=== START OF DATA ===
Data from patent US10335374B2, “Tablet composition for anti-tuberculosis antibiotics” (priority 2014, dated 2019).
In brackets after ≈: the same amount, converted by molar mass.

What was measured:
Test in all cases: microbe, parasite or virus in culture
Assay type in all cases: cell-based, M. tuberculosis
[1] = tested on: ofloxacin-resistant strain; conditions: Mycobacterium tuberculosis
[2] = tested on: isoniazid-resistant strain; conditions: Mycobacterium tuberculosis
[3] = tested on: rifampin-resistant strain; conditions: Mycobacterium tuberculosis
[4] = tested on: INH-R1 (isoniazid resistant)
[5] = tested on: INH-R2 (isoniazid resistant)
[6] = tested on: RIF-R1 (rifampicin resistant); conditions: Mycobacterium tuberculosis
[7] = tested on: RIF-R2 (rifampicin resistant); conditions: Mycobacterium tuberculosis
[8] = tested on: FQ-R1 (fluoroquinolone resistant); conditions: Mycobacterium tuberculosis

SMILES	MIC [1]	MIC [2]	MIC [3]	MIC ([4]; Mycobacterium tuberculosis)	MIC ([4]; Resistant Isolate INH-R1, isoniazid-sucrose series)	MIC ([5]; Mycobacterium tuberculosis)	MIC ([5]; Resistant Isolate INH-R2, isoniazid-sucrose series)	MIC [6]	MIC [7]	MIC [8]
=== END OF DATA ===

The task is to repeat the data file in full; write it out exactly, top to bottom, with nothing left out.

Data from patent US10335374B2, “Tablet composition for anti-tuberculosis antibiotics” (priority 2014, dated 2019).
In brackets after ≈: the same amount, converted by molar mass.

What was measured:
Test in all cases: microbe, parasite or virus in culture
Assay type in all cases: cell-based, M. tuberculosis
[1] = tested on: ofloxacin-resistant strain; conditions: Mycobacterium tuberculosis
[2] = tested on: isoniazid-resistant strain; conditions: Mycobacterium tuberculosis
[3] = tested on: rifampin-resistant strain; conditions: Mycobacterium tuberculosis
[4] = tested on: INH-R1 (isoniazid resistant)
[5] = tested on: INH-R2 (isoniazid resistant)
[6] = tested on: RIF-R1 (rifampicin resistant); conditions: Mycobacterium tuberculosis
[7] = tested on: RIF-R2 (rifampicin resistant); conditions: Mycobacterium tuberculosis
[8] = tested on: FQ-R1 (fluoroquinolone resistant); conditions: Mycobacterium tuberculosis

SMILES	MIC [1]	MIC [2]	MIC [3]	MIC ([4]; Mycobacterium tuberculosis)	MIC ([4]; Resistant Isolate INH-R1, isoniazid-sucrose series)	MIC ([5]; Mycobacterium tuberculosis)	MIC ([5]; Resistant Isolate INH-R2, isoniazid-sucrose series)	MIC [6]	MIC [7]	MIC [8]